By Damilola Oyelade & Ayodeji Abdul
As a young striker, Ugo Obi’s agility and impressive control over the ball on the football field quickly distinguished him from his peers. His ability to wriggle his way past energetic defenders and score from any distance was second to none. This reputation eventually earned him a five-year contract with Tutuplatu FC, a tier 1 football club playing in the Nigerian Professional Football League (NPFL).
In the first two years of his contract, all seemed well and there was no report of clash between Ugo and the management of his new team. By the fourth year however, the amiable relationship between Ugo and the management of Tutuplatu FC turned sour. The genesis of the fall out began during Tutuplatu’s League Cup final against Shawcross FC where Ugo sustained a hamstring injury in the early stages of the game. Tutuplatu lost the cup final; but this was only the beginning of their woes. Their real nightmare came a week after the game when the medical report confirmed that their star athlete, Ugo, would be unable to play for at least 8 months. The news came as a major blow and threatened Tutuplatu’s position as league leaders.
Whilst battling with recovery and depression as a result of his injury, Ugo got wind of a shocking discovery; Tutuplatu intends to abruptly terminate his contract. Ugo found it difficult to come to grips with the information considering that he might have healed faster assuming Tutuplatu did not fail in disbursing his injury allowance making him financially incapable of affording proper medical treatment. With this in mind, Ugo has decided to take formal steps against the club in an action for breach of the fundamental conditions of his service, that is, failure to pay his injury allowance as indicated in the terms of his contract. Ugo has now engaged the law firm of Smith & Rothman LP to review his options and explore available remedies.
With a clear line of action in perspective for Ugo and his team of lawyers, they are ready to initiate formal steps to address Ugo’s grievances but there is a major setback. The dispute resolution clause in Ugo’s contract provides as follows:
If there is any dispute between the Club and the Player, the Player, shall, in the first instance give a 30 days’ notice to the Club management stating grounds of dispute and if at the expiration of the 30-day period, the dispute has not been resolved, the player may refer the matter to arbitration under the Arbitration and Conciliation Act (ACA) 2004.
As straightforward as this clause appears, it raises a lot of issues particularly as to the nature of sports contracts and the appropriate method of resolving employment disputes arising from sports contracts.
Sports Contract of Employment in Nigeria
Generally, a footballer’s contract of employment is one with employer-employee flavour. Contrary to popular opinion, club managements in reality exercise a considerable measure of control over their players in terms of the player’s fitness, exclusivity, adherence to club rules and discipline and these are some of the factors that have assisted the Courts (in high profile cases like Walker v Crystal Palace Football Club Ltd and Singh v National Review Board) in reaching the conclusion that sport officials, referees, managers, player etc. may be categorized as employees and not independent contractors as many presume.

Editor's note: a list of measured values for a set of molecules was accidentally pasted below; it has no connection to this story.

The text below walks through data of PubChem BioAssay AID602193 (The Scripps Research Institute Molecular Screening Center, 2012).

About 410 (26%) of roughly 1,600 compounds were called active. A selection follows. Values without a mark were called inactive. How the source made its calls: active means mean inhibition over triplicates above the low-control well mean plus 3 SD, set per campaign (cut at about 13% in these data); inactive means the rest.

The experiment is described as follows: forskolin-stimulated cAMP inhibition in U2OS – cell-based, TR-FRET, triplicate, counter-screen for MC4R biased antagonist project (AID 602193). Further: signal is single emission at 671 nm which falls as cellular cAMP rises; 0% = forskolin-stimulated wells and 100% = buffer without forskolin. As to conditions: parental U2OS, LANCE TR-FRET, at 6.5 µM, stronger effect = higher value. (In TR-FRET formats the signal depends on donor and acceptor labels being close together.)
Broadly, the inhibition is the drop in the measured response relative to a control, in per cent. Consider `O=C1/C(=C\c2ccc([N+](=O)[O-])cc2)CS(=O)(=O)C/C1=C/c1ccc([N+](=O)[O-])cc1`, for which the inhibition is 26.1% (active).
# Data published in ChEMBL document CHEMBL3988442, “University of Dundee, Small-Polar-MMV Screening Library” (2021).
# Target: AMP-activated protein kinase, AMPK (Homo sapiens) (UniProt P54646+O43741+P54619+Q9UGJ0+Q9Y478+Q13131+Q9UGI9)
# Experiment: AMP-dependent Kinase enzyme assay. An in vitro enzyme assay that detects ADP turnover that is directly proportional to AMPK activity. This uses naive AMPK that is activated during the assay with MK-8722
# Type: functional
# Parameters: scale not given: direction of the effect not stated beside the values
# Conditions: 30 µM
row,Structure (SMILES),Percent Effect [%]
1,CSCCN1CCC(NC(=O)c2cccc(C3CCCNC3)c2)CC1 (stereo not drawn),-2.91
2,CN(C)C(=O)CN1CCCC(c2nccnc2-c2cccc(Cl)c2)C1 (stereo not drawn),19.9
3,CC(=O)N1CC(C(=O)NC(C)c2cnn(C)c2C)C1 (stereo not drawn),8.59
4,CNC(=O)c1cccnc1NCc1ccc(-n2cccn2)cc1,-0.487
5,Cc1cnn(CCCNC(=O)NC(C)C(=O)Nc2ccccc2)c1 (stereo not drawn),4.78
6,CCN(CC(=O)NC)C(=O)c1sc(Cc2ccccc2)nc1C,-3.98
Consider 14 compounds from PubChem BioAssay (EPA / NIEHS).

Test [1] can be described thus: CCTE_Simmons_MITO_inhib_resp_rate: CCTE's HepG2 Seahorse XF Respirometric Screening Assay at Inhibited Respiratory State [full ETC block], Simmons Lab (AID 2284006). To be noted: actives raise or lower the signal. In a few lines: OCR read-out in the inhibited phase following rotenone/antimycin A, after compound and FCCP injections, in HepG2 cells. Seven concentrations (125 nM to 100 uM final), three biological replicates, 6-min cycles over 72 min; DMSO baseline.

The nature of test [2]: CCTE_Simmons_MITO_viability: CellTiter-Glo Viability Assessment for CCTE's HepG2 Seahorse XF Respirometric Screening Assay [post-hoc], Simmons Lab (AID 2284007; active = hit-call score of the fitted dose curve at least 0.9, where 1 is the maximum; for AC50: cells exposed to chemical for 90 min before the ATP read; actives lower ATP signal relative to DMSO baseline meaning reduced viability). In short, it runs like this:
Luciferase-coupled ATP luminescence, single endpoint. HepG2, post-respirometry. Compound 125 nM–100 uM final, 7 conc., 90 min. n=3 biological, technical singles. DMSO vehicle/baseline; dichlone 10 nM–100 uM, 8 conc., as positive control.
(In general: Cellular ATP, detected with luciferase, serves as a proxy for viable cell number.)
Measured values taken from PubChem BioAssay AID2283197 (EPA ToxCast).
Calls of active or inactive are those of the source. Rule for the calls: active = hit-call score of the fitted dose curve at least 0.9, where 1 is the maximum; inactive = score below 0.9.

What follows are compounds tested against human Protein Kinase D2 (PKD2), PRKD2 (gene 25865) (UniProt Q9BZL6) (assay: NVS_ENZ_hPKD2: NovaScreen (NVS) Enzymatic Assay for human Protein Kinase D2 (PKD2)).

Also Read: Just Before Kick-Off: The Proposed NPIFL And Legal Ramifications Of A Parallel Professional Football League In Nigeria
Due to the decision of both local and international Courts, it is now firmly established that professional sports players are employees and are therefore governed by the rules of employment law which offer statutory employment protection rights including the right to recover unpaid emoluments.
Validity of Arbitration Clauses in Sports Employment Contracts
The consequence of any sports contract with employment flavour is that it is the NICN [National Industrial Court of Nigeria] that will have the exclusive jurisdiction in Nigeria to hear and determine employment disputes resulting from such contract. This authority to resolve work-related conflict is conferred on the NICN by virtue of Section 254C of the Constitution of the Federal Republic of Nigeria (1999 as amended) (the “Constitution) and even where parties attempt to by themselves extend this exclusive jurisdiction to arbitration by introducing dispute resolution arbitration clauses in the sports contract, such attempt will fail.
A detailed analysis of the ACA also reveals that nothing in its provisions contemplates the NICN enforcing an award arising from an arbitral panel set up to determine sports-employment issues. The ACA specifically acknowledges only the High Courts (Federal and State) as the forum for the recognition and enforcement of its awards and by this, should an arbitral award be obtained in respect of a sports-employment related issue, the NICN (which is the Court with exclusive jurisdiction to hear employment matters) will lack the power to enforce such award.
The above position was affirmed in Giuseppe Francesco E. Ravelli v. Digitsteel Integrated Services Limited . In this case, one of the parties to a contract had approached the NICN requesting that the Court exercise its discretion in appointing arbitrators to resolve the parties’ dispute. In this regard, Hon. Justice Kanyip held clearly that the intention of the ACA was to resolve commercial disputes and not disputes arising from labour and employment issues and this remains the prevailing decision in Nigeria concerning the incorporation of arbitration proceedings in employment disputes.
In a different dimension and with an element of twist to the foregoing, the world football governing body (FIFA) just released the June 2020 revised Regulations on the Transfer and Status of Players (RSTP). Its Article 22b discusses the competence of FIFA to adjudicate on sports dispute and specifically states that: “Without prejudice to the right of any player or club to seek redress before a civil court for employment-related disputes, FIFA is competent to hear…employment related disputes between a club and a player of an international dimension…”